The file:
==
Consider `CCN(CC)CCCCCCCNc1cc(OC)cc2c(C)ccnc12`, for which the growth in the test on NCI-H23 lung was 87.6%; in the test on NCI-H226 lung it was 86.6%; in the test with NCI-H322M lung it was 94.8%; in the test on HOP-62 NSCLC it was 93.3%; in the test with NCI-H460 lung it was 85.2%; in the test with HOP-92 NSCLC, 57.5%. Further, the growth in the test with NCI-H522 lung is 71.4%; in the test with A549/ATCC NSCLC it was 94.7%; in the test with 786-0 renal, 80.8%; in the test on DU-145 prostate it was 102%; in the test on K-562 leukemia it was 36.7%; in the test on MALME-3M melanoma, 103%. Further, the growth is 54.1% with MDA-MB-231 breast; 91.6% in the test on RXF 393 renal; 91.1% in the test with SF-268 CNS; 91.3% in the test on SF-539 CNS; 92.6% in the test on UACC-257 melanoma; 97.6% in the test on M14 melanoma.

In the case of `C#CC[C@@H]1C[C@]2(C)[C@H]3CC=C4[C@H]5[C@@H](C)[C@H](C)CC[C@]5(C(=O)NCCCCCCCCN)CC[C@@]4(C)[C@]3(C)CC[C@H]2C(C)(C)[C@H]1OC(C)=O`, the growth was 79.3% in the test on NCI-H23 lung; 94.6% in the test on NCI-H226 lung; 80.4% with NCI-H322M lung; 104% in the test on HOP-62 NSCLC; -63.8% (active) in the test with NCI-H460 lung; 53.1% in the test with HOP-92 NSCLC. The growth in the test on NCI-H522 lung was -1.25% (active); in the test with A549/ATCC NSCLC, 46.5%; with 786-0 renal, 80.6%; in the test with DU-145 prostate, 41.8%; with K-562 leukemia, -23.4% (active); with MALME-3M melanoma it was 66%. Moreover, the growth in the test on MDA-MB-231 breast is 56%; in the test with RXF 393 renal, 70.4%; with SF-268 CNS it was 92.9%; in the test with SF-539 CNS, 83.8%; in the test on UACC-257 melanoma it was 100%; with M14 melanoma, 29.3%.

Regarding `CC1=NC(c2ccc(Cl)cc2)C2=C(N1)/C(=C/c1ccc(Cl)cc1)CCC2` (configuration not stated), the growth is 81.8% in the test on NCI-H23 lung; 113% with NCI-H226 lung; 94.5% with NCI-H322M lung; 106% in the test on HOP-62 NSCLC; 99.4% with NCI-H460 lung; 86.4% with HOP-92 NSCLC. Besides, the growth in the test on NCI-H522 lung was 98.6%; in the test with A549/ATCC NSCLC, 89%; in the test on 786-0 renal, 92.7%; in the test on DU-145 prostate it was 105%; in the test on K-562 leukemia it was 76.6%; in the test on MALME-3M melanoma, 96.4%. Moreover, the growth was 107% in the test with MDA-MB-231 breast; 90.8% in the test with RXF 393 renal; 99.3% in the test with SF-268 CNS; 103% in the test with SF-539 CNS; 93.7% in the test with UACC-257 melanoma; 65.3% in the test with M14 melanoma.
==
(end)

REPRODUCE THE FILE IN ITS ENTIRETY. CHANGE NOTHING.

Consider `CCN(CC)CCCCCCCNc1cc(OC)cc2c(C)ccnc12`, for which the growth in the test on NCI-H23 lung was 87.6%; in the test on NCI-H226 lung it was 86.6%; in the test with NCI-H322M lung it was 94.8%; in the test on HOP-62 NSCLC it was 93.3%; in the test with NCI-H460 lung it was 85.2%; in the test with HOP-92 NSCLC, 57.5%. Further, the growth in the test with NCI-H522 lung is 71.4%; in the test with A549/ATCC NSCLC it was 94.7%; in the test with 786-0 renal, 80.8%; in the test on DU-145 prostate it was 102%; in the test on K-562 leukemia it was 36.7%; in the test on MALME-3M melanoma, 103%. Further, the growth is 54.1% with MDA-MB-231 breast; 91.6% in the test on RXF 393 renal; 91.1% in the test with SF-268 CNS; 91.3% in the test on SF-539 CNS; 92.6% in the test on UACC-257 melanoma; 97.6% in the test on M14 melanoma.

In the case of `C#CC[C@@H]1C[C@]2(C)[C@H]3CC=C4[C@H]5[C@@H](C)[C@H](C)CC[C@]5(C(=O)NCCCCCCCCN)CC[C@@]4(C)[C@]3(C)CC[C@H]2C(C)(C)[C@H]1OC(C)=O`, the growth was 79.3% in the test on NCI-H23 lung; 94.6% in the test on NCI-H226 lung; 80.4% with NCI-H322M lung; 104% in the test on HOP-62 NSCLC; -63.8% (active) in the test with NCI-H460 lung; 53.1% in the test with HOP-92 NSCLC. The growth in the test on NCI-H522 lung was -1.25% (active); in the test with A549/ATCC NSCLC, 46.5%; with 786-0 renal, 80.6%; in the test with DU-145 prostate, 41.8%; with K-562 leukemia, -23.4% (active); with MALME-3M melanoma it was 66%. Moreover, the growth in the test on MDA-MB-231 breast is 56%; in the test with RXF 393 renal, 70.4%; with SF-268 CNS it was 92.9%; in the test with SF-539 CNS, 83.8%; in the test on UACC-257 melanoma it was 100%; with M14 melanoma, 29.3%.

Regarding `CC1=NC(c2ccc(Cl)cc2)C2=C(N1)/C(=C/c1ccc(Cl)cc1)CCC2` (configuration not stated), the growth is 81.8% in the test on NCI-H23 lung; 113% with NCI-H226 lung; 94.5% with NCI-H322M lung; 106% in the test on HOP-62 NSCLC; 99.4% with NCI-H460 lung; 86.4% with HOP-92 NSCLC. Besides, the growth in the test on NCI-H522 lung was 98.6%; in the test with A549/ATCC NSCLC, 89%; in the test on 786-0 renal, 92.7%; in the test on DU-145 prostate it was 105%; in the test on K-562 leukemia it was 76.6%; in the test on MALME-3M melanoma, 96.4%. Moreover, the growth was 107% in the test with MDA-MB-231 breast; 90.8% in the test with RXF 393 renal; 99.3% in the test with SF-268 CNS; 103% in the test with SF-539 CNS; 93.7% in the test with UACC-257 melanoma; 65.3% in the test with M14 melanoma.